3. to scrape or grate together (two things, esp the teeth) with a harsh rasping sound or (of such objects) to be scraped together
  4. (tr foll by out) to speak or say (something) in a rough voice
  5. (tr often foll by down) to hold down; oppress; tyrannize
  6. (tr) to operate (a machine) by turning a handle
  7. (tr foll by out) to produce in a routine or uninspired mannerhe ground out his weekly article for the paper
  8. (tr foll by out) to continue to play in a dull or insipid mannerthe band only ground out old tunes all evening
  9. (tr often foll by into) to instil (facts, information, etc) by persistent effortthey ground into the recruits the need for vigilance
  10. (intr) informal to study or work laboriously
  11. (intr) mainly US to dance erotically by rotating the pelvis (esp in the phrase bump and grind)
  1. informal laborious or routine work or study
  2. slang, mainly US a person, esp a student, who works excessively hard
  3. a specific grade of pulverization, as of coffee beanscoarse grind
  4. British slang the act of sexual intercourse
  5. mainly US a dance movement involving an erotic rotation of the pelvis
  6. the act or sound of grinding
See also grind in, grind on
Derived Formsgrindingly, adverb

Word Origin for grind

Old English grindan; related to Latin frendere, Lithuanian gréndu I rub, Low German grand sand
Collins English Dictionary - Complete & Unabridged 2012 Digital Edition © William Collins Sons & Co. Ltd. 1979, 1986 © HarperCollins Publishers 1998, 2000, 2003, 2005, 2006, 2007, 2009, 2012

Word Origin and History for grinding

past participle adjective from grind (v.). Meaning "oppressive" is from 1580s. The verbal noun is from mid-14c.



Old English grindan "to rub together, grate, scrape," forgrindan "destroy by crushing" (class III strong verb; past tense grand, past participle grunden), from Proto-Germanic *grindanan (cf. Dutch grenden), related to ground, from PIE *ghrendh- "to grind" (cf. Latin frendere "to gnash the teeth," Greek khondros "corn, grain," Lithuanian grendu "to scrape, scratch"). Meaning "to make smooth or sharp by friction" is from c.1300. Most other Germanic languages use a verb cognate with Latin molere (cf. Dutch malen, Old Norse mala, German mahlen).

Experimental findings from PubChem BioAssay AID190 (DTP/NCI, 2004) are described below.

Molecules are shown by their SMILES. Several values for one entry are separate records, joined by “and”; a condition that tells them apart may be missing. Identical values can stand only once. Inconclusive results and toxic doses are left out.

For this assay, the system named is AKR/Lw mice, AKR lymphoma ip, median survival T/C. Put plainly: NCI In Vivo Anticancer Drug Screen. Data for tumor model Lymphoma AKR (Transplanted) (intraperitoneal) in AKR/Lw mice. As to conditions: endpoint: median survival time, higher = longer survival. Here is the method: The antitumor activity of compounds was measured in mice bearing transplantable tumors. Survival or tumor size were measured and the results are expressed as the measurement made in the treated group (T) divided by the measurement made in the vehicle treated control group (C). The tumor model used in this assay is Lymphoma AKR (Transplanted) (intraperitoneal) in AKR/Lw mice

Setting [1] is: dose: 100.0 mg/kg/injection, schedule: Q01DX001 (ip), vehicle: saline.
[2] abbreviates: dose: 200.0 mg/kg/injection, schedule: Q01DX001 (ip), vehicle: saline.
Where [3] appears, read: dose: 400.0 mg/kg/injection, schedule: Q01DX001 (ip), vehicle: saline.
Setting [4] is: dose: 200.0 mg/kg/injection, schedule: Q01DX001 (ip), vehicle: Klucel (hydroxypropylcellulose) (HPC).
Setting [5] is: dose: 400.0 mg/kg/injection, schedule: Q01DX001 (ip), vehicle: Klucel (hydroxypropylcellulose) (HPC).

late 12c., "gnashing the teeth," from grind (v.). The sense "steady, hard work" first recorded 1851 in college student slang (but cf. gerund-grinder, 1710); the meaning "hard-working student" is American English slang from 1864.

Online Etymology Dictionary, © 2010 Douglas Harper

grinding in Medicine


  1. The pathological wearing away of tooth substance by mechanical means.
The American Heritage® Stedman's Medical Dictionary Copyright © 2002, 2001, 1995 by Houghton Mifflin Company. Published by Houghton Mifflin Company.

Idioms and Phrases with grinding


In addition to the idiom beginning with grind

  • grind to a halt

also see:

  • ax to grind
  • mills of the gods grind slowly
The American Heritage® Idioms Dictionary Copyright © 2002, 2001, 1995 by Houghton Mifflin Harcourt Publishing Company. Published by Houghton Mifflin Harcourt Publishing Company.